From an idealistic perspective, one would think we would have examined many of these issues and addressed them as a society/culture. For the most part, I think people agree with these principles in theory.
Perhaps I've just been hanging around a liberal college educated crowd.
Here are the principles, in no particular order:
1 - Women need to be able to provide for themselves and their families in case of death or disability (even if they are stay at home moms).
2 - There are times that married people should be separated.
So, for my first point, I heard about a mother who just recently lost her husband. They had five kids. He was in his forties. Their youngest child is 14. She never worked outside the home and has few skills/little education. At the funeral, a family member suggested to her that she should be able to live (without getting a job) on the social security death benefits and (perhaps) some small life insurance. Before he passed away, her husband was working two jobs. Again - they both were living their lives as if a mom staying at home (even when the youngest was 14) was the ideal - no matter what the reality was. Obviously, I don't know the entire situation. I'm just speculating for some of this and heard other parts of the story third hand.
I don't know if she will need to get a job now or not. But so often (especially in mormon/LDS circles) this is not emphasized. I do believe this is changing somewhat.
But it frustrates me that any family has to face this. With 50% of marriages that end in divorce (even among devoted religious families), and the chance of a husband's early demise - it is incredibly risky to not be prepared (somewhat) on some sort of career/education to fall back on. It seems to me that it is not against "family values" to ask that both partners' in a marriage to be prepared. And to encourage young women to get a good education.
For my second point, this is a sensitive subject at the moment. What I can say is, my husband's grandfather and his second wife are currently legally separated. On the good days, I think their immediate family agrees that this is in both their best interests. They had reached the (sad) point where she was interfering in his medical treatment.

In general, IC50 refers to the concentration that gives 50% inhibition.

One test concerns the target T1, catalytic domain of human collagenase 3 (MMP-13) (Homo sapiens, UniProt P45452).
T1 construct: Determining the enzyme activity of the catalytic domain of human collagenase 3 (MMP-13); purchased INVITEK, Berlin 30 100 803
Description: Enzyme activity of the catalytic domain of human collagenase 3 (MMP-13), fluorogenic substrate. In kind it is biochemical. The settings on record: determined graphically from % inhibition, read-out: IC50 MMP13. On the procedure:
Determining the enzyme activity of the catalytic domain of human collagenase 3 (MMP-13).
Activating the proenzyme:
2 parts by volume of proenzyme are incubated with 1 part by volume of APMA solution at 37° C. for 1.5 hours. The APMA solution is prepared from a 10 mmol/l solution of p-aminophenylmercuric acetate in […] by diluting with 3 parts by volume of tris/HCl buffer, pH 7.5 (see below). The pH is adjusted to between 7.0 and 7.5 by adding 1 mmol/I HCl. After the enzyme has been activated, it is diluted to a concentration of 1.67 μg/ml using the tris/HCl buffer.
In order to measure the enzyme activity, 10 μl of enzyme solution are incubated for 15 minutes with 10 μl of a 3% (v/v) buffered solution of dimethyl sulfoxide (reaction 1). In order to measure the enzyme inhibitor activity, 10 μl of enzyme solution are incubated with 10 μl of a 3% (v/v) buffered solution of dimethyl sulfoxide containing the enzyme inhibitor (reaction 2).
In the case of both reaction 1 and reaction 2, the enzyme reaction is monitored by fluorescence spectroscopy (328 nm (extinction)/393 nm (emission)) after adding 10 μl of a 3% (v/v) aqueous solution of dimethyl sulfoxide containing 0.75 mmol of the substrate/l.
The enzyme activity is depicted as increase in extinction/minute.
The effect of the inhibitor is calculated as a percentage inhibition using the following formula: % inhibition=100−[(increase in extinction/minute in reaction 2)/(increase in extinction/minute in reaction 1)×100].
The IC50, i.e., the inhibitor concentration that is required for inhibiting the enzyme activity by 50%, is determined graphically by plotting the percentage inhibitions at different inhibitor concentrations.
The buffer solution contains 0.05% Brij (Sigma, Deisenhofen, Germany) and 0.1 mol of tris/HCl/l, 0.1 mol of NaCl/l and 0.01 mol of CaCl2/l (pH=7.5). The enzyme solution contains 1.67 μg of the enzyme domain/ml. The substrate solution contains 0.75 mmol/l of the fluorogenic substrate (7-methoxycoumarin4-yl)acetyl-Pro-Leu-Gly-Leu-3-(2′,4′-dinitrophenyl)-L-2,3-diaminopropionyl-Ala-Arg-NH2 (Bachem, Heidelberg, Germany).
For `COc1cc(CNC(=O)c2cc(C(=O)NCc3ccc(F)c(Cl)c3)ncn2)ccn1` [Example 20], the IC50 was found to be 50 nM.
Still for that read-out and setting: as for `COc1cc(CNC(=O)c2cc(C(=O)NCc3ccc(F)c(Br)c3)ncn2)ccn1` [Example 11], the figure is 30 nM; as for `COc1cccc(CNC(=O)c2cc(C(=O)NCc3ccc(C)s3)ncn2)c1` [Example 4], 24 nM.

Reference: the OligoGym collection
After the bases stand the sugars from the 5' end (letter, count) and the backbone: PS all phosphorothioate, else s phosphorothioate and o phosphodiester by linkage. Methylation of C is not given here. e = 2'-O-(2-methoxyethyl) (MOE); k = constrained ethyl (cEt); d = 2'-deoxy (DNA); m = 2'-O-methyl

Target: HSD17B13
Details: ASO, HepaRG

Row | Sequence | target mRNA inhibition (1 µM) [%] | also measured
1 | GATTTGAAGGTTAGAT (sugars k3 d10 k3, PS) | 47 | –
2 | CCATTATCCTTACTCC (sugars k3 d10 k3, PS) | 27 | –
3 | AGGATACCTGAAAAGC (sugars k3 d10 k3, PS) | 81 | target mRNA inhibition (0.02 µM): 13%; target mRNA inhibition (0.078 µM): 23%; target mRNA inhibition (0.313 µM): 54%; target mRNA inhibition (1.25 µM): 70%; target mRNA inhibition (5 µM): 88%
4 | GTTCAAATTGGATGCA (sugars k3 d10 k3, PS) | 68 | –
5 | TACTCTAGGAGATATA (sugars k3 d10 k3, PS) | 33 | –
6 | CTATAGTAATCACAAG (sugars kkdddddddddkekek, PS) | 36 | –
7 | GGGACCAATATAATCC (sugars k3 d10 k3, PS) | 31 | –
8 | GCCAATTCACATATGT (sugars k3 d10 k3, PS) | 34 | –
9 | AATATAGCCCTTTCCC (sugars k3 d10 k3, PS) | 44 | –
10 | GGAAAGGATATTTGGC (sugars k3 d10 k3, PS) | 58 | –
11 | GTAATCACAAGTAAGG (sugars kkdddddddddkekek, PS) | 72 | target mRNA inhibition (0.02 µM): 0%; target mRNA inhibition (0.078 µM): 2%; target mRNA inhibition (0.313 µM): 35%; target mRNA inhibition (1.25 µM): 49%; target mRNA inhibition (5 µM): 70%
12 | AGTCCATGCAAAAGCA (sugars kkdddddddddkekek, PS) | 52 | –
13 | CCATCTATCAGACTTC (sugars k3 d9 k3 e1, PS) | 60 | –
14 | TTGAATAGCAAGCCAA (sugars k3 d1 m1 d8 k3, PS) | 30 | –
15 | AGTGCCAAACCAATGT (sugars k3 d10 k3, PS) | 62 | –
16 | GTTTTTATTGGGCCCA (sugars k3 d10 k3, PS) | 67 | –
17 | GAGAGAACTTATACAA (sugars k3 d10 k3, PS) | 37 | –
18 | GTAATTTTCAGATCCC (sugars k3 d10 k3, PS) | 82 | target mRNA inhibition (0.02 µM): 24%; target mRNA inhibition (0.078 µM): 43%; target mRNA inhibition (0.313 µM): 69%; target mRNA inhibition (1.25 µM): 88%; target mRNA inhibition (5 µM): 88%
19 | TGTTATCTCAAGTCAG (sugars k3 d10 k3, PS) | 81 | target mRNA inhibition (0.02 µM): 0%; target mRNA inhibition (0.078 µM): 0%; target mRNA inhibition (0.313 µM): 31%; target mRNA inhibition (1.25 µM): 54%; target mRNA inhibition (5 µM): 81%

For example, it's a little like what would happen if my grandmother had another stroke and my grandfather refused to call the hospital.
Anyway, it's just a messy, difficult situation.
So despite the fact that they are legally separated, various people are still treating them as being married. The local church's women's group (very conservative) sent them flowers - addressed to both of them. My grandfather in law was incredibly stressed out with how to separate the flowers.
Perhaps they were being kind, but also likely is that it was a subtle jab - we know you're separated, but marriage is a lifetime commitment in God's eyes. It's a little like my friend whose mom still received mail addressed to her and her ex-husband from the local Roman Catholic parish.
Then, this past weekend, another well meaning family member chose to ignore the separation - taking them both out as if nothing had happened. This is the same niece who wanted to take them out to buy a new car a week after their last accident. Again - going back to someone being married and the marriage vows/honor of that marriage meaning more than any logic or well-being/interest of the people involved.
I am not someone who feels that religion is always a bad influence. But in both cases, people were using/citing religious/cultural beliefs to promote unhealthy/unrealistic behaviors.
That women who focus on motherhood do not need to prepare their education or for a career and two - that marriage vows trump a person's health. In both cases, the people involved are incredibly religious, both (I think) in fundamentalist religions. I do not respect either of those beliefs - and I am separating the person from the belief. Typically I try to respect other people's beliefs, but these are two categories where I'm not able to.
The majority of religions agree that women need to have the security of their own education and careers. And, most religions agree that separation or divorce are acceptable in cases of abuse.
So why is it so difficult to get these messages to the laypeople? To people and families involved?
How do we continue to promote change within our culture?